Potential for photovoltaic cell material by green synthesis of silicon carbide from corn cob through magnesiothermic reduction
Free (open access)
Volume 5 (2020), Issue 1
14 - 23
Arwil Nathaniel r. Alfonso, Joel R. Salazar, Juvy J. Monserate & Marilou M. Sarong
Corn cobs can be processed chemically to generate new products for electricity employing a simple, low-cost, and environment friendly method. In this article, silicon carbide (SiC) and activated carbon can be synthesized from corn cobs via sol–gel and a chemical activation method, respectively. SiC was synthesized by reacting the synthesized silica and activated carbon with magnesium powder, which served as catalyst at 600 oC. The SiC was doped with varying amount of Al2O3 (0.01, 0.015, 0.02 and 0.1 g), a p-type dopant, via solvothermal synthesis. The undoped SiC was characterized using Scanning Electron Microscopy with Energy Dispersive X-ray Spectroscopy (SEM-EDX) and Fourier Transform Infrared (FTIR). Then, the band-gap energy and conductivity of undoped SiC and p-doped SiC were determined. SEM-EDX and FTIR analysis confirmed the presence of Si–C bond in the synthesized SiC from corn cob. It was observed that p-doped SiC absorbs higher energy in the visible region than undoped SiC. FTIR analysis confirmed the incorporation of the aluminum in the SiC. UV–vis spectros-copy confirmed that the synthesized p-doped SiC exhibits higher absorbance compared with undoped SiC. Aluminum doping also increased absorption bands on the visible region making it more efficient for potential application in photovoltaic (solar) cells because of the decreased band-gap energy and increase in conductivity of p-doped SiC. The ratio of 1:1–2 (SiC:Al) showed the lowest band-gap and highest conductivity with a value of 1.57–1.58 eV and 0.080–0.082 mS/cm compared with the amount of other p-dopants. Statistically, it was found that the 1:1–2 ratio of SiC:Al can be an effective p-junction for the application in photovoltaic (solar) cells.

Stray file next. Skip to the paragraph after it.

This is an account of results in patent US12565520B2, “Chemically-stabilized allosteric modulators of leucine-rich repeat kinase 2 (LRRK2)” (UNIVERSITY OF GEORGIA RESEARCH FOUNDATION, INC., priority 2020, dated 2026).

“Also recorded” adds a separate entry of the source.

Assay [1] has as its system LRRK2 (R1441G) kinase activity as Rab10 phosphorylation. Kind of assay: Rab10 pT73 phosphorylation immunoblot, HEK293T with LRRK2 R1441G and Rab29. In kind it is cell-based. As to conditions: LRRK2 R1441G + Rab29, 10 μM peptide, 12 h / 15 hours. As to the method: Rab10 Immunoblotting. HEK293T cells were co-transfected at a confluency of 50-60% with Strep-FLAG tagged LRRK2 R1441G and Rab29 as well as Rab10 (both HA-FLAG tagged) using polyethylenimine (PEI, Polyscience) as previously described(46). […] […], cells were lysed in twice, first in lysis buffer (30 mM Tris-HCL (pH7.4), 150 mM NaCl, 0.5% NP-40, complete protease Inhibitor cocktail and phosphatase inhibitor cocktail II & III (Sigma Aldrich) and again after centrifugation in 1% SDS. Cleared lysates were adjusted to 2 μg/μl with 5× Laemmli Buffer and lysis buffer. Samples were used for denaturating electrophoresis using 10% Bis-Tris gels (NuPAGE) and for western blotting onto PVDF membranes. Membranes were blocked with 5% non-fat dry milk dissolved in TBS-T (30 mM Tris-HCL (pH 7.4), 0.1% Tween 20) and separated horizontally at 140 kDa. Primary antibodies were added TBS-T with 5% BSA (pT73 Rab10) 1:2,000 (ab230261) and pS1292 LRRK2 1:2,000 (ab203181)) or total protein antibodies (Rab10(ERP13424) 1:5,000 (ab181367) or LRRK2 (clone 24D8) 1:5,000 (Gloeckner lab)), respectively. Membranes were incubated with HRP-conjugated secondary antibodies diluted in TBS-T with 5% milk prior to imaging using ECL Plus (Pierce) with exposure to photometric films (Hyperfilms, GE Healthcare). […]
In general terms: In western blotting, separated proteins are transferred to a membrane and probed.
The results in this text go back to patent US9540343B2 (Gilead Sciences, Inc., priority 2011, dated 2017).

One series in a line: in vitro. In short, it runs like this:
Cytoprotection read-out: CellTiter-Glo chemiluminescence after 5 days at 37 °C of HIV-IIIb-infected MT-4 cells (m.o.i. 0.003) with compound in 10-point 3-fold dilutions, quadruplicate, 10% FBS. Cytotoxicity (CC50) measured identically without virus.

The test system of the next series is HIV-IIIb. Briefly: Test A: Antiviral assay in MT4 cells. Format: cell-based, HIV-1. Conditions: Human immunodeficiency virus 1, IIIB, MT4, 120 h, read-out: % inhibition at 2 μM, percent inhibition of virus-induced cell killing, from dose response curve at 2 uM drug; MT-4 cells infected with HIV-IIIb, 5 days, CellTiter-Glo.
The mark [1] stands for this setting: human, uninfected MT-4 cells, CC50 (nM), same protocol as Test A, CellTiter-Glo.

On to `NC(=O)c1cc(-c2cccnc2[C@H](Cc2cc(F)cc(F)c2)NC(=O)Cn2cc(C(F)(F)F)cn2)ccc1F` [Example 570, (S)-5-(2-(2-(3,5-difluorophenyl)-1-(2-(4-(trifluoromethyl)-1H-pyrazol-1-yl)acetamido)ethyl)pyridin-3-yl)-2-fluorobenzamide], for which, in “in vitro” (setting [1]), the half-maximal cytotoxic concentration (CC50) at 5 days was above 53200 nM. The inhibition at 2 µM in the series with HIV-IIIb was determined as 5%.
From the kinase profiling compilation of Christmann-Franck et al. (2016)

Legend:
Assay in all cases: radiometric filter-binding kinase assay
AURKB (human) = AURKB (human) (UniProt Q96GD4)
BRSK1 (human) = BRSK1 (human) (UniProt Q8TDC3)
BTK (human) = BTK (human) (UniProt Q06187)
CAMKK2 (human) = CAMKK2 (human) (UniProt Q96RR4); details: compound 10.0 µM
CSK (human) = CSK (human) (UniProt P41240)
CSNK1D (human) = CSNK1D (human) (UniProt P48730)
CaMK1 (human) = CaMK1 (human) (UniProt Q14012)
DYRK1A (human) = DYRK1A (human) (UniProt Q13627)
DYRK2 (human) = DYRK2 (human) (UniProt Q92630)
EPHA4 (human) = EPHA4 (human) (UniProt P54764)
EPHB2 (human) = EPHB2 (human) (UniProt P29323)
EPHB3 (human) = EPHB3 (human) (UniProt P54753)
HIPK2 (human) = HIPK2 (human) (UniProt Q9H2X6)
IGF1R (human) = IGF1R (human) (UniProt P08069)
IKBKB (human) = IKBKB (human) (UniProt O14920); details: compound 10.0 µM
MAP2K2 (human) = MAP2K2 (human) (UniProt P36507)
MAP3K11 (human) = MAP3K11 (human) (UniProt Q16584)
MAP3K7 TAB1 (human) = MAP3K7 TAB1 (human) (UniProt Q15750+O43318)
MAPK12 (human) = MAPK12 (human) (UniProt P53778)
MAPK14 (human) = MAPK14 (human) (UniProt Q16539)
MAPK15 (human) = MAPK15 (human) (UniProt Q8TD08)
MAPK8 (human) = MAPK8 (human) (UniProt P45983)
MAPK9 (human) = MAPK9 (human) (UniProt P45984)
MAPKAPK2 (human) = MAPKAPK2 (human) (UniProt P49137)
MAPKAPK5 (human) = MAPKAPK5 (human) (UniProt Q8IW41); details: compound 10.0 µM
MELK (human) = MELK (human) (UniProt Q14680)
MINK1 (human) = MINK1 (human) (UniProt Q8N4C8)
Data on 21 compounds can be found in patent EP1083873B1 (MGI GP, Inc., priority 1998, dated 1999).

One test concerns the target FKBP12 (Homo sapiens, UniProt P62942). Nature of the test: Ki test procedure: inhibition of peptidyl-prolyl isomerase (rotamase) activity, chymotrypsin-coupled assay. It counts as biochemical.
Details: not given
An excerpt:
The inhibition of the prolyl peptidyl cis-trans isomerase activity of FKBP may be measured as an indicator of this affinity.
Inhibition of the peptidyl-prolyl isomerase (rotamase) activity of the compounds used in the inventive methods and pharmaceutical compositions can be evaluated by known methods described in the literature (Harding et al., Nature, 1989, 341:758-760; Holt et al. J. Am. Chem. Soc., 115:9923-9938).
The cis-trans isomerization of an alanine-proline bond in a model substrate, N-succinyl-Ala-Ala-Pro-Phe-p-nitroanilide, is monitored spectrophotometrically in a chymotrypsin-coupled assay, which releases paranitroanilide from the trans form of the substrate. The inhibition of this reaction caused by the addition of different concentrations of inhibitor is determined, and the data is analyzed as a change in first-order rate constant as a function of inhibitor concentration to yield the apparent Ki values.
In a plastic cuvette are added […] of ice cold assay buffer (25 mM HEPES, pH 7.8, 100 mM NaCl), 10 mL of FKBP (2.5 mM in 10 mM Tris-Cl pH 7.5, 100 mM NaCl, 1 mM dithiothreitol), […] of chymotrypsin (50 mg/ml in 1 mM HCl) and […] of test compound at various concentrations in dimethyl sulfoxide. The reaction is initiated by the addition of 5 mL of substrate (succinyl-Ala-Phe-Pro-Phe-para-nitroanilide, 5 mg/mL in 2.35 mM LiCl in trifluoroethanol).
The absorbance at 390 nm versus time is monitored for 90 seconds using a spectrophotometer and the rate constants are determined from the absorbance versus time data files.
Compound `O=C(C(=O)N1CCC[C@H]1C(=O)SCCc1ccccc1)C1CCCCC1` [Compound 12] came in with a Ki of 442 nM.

corn cob, p-doped SiC, photovoltaic solar cell, silicon carbide (SiC).